As federal funding was targeted at the No Child Left Behind programs, the NETP recommended that technology be used to help attain those program achievement goals. The new focus with federal funding was with the educational objective and funding requests for technology or other programs were to be evaluated in terms of how they support student learning. The 2004 NETP encouraged “innovative budgeting” including possible reallocations in expenditures on textbooks, instructional supplies, space and computer labs.
The question of whether American education has moved toward a new golden age and realized the full power of technology over the next six years was addressed by the director of the Office of Educational Technology, Karen Gator in her plenary session remarks at the Education World Forum (January 11, 2011):
The use of technology to improve student achievement has yet to reach expectations, but progress has been made and the 2010 NETP goes beyond recommending increased technology use, but also encourages educators to rethink basic assumptions about education.
National Education Technology Plan – 2010
The 2010 NETP, Transforming American education: Learning Powered by Technology (U.S. Department of Education) calls for “revolutionary transformation rather than evolutionary tinkering” leveraging technology “to provide engaging and powerful learning experiences, content, and resources and assessments that measure student achievement in more complete, authentic, and meaningful ways.” According to the U.S. Secretary of Education Arne Duncan, the purpose of the NETP is to “dramatically improve teaching and learning, personalize instruction and ensure that the educational environments we offer to all students keep pace with the 21st century.” The plan encourages educators to adopt a 21st century model of learning powered by technology focusing on five essential areas: learning, assessment, teaching, infrastructure, and productivity.
Given the rich technological experiences of today’s students, learning must be more engaging and, more importantly, learning resources are available “on demand.” The authors of the plan explain that the “challenge for our education system is to leverage the learning sciences and modern technology to create engaging, relevant, and personalized learning experiences for all learners that mirror students’ daily lives and the reality of their futures.”
The plan recommends that students be empowered to take control of their own learning and that at the core of this learning are the competencies necessary for success in the 21st century: critical thinking, complex problem solving, collaboration, and multimedia communication. Moreover, students need to use real-world tools used by professionals. To become “more productive members of a globally competitive workforce,” students require learning opportunities that feature the use of such tools as wikis and blogs to facilitate communication and collaboration. To develop 21st century expertise, students must be able to tackle real-world problems using digital content for research, design tools, and inquiry and visualization tools. To ensure student learning and attainment of competencies, a comprehensive assessment process is an essential component.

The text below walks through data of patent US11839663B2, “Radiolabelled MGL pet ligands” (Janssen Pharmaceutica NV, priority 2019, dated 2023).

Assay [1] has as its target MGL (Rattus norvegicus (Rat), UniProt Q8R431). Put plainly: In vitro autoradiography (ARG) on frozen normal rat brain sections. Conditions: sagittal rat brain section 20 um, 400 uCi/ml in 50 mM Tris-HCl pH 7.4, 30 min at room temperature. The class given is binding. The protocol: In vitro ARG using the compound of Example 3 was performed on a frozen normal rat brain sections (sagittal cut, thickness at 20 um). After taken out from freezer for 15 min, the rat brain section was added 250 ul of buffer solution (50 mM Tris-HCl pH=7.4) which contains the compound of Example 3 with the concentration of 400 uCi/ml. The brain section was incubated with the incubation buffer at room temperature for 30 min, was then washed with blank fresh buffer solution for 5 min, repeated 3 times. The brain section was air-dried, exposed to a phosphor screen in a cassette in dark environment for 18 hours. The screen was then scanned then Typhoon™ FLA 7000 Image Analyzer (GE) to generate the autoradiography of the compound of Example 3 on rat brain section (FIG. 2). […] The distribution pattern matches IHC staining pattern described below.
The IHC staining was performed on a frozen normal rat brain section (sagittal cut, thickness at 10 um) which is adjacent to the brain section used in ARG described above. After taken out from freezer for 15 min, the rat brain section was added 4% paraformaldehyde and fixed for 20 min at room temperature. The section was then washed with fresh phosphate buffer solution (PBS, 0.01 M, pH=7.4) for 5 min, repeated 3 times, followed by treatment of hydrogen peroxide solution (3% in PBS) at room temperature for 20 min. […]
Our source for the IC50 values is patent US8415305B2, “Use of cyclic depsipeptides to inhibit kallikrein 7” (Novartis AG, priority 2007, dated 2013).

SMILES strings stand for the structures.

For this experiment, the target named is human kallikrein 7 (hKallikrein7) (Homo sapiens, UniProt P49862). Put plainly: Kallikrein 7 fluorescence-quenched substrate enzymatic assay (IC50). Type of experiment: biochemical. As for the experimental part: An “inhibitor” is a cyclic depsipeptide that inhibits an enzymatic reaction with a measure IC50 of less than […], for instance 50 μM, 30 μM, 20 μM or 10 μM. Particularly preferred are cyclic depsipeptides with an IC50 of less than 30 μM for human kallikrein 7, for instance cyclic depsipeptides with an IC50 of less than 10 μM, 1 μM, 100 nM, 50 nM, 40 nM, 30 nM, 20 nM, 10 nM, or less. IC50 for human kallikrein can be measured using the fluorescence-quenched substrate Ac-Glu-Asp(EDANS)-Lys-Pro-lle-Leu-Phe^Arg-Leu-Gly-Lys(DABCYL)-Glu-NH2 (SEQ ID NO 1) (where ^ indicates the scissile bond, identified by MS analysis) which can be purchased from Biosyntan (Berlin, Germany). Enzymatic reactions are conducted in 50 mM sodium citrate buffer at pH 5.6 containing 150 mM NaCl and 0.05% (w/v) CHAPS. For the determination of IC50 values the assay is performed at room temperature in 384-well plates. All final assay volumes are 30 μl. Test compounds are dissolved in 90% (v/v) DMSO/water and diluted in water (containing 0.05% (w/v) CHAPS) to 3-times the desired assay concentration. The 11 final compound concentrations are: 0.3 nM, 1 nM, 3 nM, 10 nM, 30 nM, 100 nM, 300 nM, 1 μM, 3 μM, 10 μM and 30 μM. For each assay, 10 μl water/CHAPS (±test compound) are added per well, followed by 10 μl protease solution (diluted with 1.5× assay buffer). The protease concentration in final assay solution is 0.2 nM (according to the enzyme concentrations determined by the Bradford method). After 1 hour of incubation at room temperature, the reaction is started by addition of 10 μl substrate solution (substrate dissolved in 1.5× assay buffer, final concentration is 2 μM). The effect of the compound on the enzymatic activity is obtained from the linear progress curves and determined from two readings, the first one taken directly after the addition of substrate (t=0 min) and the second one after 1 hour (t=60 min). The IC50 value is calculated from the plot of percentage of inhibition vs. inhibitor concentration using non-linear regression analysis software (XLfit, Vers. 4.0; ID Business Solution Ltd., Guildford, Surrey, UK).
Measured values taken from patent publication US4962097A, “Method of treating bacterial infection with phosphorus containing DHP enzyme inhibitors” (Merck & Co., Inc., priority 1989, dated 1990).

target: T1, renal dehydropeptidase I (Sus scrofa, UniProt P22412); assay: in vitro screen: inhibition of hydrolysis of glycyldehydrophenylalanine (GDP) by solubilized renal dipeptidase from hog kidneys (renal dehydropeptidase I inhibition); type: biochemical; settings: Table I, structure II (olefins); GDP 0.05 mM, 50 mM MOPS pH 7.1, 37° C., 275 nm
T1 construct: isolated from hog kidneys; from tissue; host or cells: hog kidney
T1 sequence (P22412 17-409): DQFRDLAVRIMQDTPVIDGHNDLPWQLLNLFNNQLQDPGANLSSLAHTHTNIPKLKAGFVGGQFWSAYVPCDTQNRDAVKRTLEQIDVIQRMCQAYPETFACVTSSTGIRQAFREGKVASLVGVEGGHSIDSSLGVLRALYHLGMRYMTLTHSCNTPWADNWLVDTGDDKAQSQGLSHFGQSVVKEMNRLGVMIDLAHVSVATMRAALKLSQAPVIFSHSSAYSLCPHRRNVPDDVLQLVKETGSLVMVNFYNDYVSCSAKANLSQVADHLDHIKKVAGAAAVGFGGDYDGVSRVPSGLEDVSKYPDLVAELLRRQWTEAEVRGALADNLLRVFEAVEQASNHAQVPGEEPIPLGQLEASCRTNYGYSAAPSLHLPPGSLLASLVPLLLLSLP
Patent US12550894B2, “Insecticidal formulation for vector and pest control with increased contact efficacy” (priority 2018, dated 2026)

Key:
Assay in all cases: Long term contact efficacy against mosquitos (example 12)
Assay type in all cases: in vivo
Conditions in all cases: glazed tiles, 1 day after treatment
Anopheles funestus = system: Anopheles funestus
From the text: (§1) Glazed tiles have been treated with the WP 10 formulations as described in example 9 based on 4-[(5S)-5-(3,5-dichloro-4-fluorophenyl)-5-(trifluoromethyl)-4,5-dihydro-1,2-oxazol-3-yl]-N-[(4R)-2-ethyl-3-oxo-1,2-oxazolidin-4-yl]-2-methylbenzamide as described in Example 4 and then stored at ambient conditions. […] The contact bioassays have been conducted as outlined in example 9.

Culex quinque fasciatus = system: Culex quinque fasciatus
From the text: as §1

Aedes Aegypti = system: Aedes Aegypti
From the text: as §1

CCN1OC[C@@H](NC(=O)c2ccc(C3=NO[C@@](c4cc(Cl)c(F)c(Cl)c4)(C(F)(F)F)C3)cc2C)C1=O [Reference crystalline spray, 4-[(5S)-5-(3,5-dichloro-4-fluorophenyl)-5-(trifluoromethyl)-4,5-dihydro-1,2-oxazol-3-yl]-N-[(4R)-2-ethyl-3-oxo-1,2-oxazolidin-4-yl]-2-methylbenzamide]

The plan outlines an assessment process that systematically collects student learning data to improve learning outcomes and productivity. Also recommended is the need for training and tool support for educators so they can manage the assessment process, analyze data, and take appropriate action. Recognizing the integral role of the teacher in student mastery of 21st century competencies, the 2010 NETP proposes a shift from a traditional teaching model to a model of connected teaching.
Professional development would be replaced by “professional learning that is collaborative, coherent, and continuous and that blends more effective in-person courses and workshops with the expanded opportunities, immediacy, and convenience enabled by online environments full of resources and opportunities for collaboration (p. 6).” For this teaching model to be effective, classrooms must be fully connected to provide 24/7 access to data and analytic tools as well as to resources that help teachers to act on the information the data provide. With the emphasis on the online environment, the plan recommends that more teachers become expert at providing online instruction. Moreover, the plan authors acknowledge that the connected teaching model cannot be achieved without a comprehensive infrastructure.